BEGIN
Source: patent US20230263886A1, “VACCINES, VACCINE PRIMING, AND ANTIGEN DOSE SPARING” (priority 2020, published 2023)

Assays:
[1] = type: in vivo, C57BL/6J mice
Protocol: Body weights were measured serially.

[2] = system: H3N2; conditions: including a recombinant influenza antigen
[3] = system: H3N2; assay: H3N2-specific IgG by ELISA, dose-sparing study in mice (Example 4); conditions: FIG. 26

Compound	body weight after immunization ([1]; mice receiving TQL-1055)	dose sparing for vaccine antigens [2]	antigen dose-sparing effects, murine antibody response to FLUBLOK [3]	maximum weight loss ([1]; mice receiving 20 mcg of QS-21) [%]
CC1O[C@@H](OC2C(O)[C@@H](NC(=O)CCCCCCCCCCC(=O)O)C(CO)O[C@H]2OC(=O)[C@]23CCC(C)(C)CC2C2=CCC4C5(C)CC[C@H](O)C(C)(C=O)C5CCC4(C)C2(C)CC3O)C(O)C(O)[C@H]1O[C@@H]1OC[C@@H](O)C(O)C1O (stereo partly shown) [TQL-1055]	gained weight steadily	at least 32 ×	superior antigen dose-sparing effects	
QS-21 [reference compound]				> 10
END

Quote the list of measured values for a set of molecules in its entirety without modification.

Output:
Source: patent US20230263886A1, “VACCINES, VACCINE PRIMING, AND ANTIGEN DOSE SPARING” (priority 2020, published 2023)

Assays:
[1] = type: in vivo, C57BL/6J mice
Protocol: Body weights were measured serially.

[2] = system: H3N2; conditions: including a recombinant influenza antigen
[3] = system: H3N2; assay: H3N2-specific IgG by ELISA, dose-sparing study in mice (Example 4); conditions: FIG. 26

Compound	body weight after immunization ([1]; mice receiving TQL-1055)	dose sparing for vaccine antigens [2]	antigen dose-sparing effects, murine antibody response to FLUBLOK [3]	maximum weight loss ([1]; mice receiving 20 mcg of QS-21) [%]
CC1O[C@@H](OC2C(O)[C@@H](NC(=O)CCCCCCCCCCC(=O)O)C(CO)O[C@H]2OC(=O)[C@]23CCC(C)(C)CC2C2=CCC4C5(C)CC[C@H](O)C(C)(C=O)C5CCC4(C)C2(C)CC3O)C(O)C(O)[C@H]1O[C@@H]1OC[C@@H](O)C(O)C1O (stereo partly shown) [TQL-1055]	gained weight steadily	at least 32 ×	superior antigen dose-sparing effects	
QS-21 [reference compound]				> 10